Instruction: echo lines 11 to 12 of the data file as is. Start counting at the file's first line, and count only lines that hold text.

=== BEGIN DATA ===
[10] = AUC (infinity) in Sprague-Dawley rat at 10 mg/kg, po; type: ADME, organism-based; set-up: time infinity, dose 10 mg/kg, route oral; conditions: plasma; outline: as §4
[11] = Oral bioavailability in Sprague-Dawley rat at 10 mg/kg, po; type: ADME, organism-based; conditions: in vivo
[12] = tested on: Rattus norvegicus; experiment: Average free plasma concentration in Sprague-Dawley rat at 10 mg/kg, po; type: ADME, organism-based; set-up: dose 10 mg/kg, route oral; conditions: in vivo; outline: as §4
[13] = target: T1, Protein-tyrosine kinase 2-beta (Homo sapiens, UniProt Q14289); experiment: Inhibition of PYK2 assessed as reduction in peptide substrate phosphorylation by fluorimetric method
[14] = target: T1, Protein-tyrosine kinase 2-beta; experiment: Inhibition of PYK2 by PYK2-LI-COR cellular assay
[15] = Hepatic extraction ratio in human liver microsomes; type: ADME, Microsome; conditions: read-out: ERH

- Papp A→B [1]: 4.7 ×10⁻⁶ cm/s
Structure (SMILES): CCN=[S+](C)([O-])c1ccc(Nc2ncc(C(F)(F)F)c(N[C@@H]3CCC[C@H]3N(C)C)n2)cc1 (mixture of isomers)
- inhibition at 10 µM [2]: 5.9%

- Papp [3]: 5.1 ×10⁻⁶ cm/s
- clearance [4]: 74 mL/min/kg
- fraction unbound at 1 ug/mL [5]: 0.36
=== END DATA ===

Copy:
- clearance [4]: 74 mL/min/kg
- fraction unbound at 1 ug/mL [5]: 0.36